Did you know that the typical U.S. family spends more than $1,600 a year on home utility bills? Unfortunately, a large portion of that energy is wasted. And electricity generated by fossil fuels for a single home puts more carbon dioxide into the air than two average cars. The good news is, there is a lot you can do to save energy and money at home. Start making small changes today (see the energy saving tips below).
The key to achieving these energy savings in your home is a whole-house energy efficiency plan. To take a whole-house approach, view your home as an energy system with interdependent parts. For example, your heating system is not just a furnace—it's a heat-delivery system that starts at the furnace and delivers heat throughout your home using a network of ducts. Even a top-of-the-line, energy-efficient furnace will burn a lot of fuel if the ducts, walls, attic, windows, and doors are not insulated and/or leak. Taking a whole-house approach to saving energy ensures that dollars you invest to save energy are spent wisely.
Energy-efficient home improvements not only make your home more comfortable, they can yield long-term financial rewards. Reduced utility bills more than make up for the higher price of energy-efficient appliances and home improvements over their lifetimes. In addition, your home could bring in a higher resale price when you sell. The easy, practical solutions for saving energy include tips you can use today, throughout your home—from the roof, walls, and insulation that enclose it to the appliances and lights inside.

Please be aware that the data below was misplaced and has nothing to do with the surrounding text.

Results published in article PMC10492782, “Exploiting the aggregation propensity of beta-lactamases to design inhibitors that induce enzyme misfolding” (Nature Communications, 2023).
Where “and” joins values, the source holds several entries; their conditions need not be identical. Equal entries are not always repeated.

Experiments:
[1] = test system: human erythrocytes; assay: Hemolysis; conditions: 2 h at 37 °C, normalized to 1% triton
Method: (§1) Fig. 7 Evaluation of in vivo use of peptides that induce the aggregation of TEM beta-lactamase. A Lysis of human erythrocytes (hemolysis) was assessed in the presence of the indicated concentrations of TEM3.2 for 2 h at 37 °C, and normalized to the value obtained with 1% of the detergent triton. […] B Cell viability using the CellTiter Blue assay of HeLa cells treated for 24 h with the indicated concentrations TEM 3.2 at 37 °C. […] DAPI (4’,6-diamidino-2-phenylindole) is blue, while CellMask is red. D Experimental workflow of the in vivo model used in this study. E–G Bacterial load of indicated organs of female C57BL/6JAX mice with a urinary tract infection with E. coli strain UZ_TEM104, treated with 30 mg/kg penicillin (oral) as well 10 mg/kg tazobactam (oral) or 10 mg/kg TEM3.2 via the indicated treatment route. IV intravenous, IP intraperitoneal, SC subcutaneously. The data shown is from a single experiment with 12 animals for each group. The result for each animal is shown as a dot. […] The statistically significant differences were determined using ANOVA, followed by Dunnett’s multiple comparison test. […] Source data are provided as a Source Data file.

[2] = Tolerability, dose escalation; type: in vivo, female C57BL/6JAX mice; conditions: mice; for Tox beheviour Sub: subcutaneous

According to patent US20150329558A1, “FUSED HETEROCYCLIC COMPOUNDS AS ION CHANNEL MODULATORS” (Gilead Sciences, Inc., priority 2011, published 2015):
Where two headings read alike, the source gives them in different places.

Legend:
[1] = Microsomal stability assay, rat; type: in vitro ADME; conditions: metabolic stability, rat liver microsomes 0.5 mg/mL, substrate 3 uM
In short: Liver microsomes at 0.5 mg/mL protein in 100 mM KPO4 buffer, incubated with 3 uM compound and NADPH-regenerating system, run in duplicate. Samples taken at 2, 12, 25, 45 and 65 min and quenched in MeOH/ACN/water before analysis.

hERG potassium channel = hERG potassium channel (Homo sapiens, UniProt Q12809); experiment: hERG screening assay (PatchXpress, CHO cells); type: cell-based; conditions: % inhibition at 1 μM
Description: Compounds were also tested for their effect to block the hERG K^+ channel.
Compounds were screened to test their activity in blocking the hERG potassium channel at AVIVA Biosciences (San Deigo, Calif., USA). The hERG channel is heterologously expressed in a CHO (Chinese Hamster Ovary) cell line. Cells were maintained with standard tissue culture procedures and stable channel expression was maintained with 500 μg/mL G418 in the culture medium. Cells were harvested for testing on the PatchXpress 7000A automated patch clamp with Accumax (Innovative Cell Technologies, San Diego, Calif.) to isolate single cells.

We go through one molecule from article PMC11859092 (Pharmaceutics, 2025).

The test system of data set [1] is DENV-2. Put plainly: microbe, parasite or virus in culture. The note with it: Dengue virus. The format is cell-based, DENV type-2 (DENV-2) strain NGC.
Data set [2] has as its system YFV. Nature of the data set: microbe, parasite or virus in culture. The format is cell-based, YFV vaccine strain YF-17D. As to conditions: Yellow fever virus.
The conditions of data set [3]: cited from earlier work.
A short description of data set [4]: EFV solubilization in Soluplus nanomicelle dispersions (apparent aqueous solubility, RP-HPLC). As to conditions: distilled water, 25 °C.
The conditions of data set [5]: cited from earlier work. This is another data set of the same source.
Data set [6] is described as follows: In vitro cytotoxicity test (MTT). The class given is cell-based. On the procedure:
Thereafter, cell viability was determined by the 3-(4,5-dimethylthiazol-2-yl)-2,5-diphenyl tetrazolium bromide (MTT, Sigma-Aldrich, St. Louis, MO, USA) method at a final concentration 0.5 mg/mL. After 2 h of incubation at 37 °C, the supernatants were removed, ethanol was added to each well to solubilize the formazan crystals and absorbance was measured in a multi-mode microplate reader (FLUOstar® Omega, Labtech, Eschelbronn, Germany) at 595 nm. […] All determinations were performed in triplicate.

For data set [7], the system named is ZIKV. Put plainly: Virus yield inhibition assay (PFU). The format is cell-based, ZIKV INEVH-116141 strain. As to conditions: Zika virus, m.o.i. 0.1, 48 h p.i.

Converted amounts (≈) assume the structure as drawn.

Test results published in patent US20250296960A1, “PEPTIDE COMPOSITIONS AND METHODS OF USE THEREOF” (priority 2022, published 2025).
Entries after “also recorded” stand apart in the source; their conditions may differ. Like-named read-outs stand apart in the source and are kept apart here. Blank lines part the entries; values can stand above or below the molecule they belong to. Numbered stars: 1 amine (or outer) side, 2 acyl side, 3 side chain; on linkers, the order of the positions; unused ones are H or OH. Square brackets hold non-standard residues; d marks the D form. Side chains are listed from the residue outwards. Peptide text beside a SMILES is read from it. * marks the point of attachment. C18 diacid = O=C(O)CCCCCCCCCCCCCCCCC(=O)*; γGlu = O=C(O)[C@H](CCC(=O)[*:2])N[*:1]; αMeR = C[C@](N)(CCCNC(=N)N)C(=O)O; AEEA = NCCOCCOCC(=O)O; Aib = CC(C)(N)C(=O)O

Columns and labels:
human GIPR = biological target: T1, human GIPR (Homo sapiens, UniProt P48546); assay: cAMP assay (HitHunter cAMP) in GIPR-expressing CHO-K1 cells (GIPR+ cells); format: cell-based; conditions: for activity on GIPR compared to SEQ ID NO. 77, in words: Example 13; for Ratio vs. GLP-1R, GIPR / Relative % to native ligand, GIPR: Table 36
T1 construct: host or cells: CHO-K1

Energy Savings Tips
- Below is a list of easy low-cost and no-cost ways to save energy and money:
- Set your thermostat comfortably low in the winter and comfortably high in the summer. Install a programmable thermostat that is compatible with your heating and cooling system.
- Use compact fluorescent light bulbs in all the rooms of your house.
- Air dry dishes instead of using your dishwasher's drying cycle.
- Turn off your computer and monitor when not in use.
- Plug home electronics, such as TVs and DVD players, into power strips; turn the power strips off when the equipment is not in use (TVs and DVDs in standby mode still use several watts of power).
- Lower the thermostat on your hot water heater to 120° F.
- Take short showers instead of baths.
- Wash only full loads of dishes and clothes.
- Look for the ENERGY STAR label on home appliances and electronics.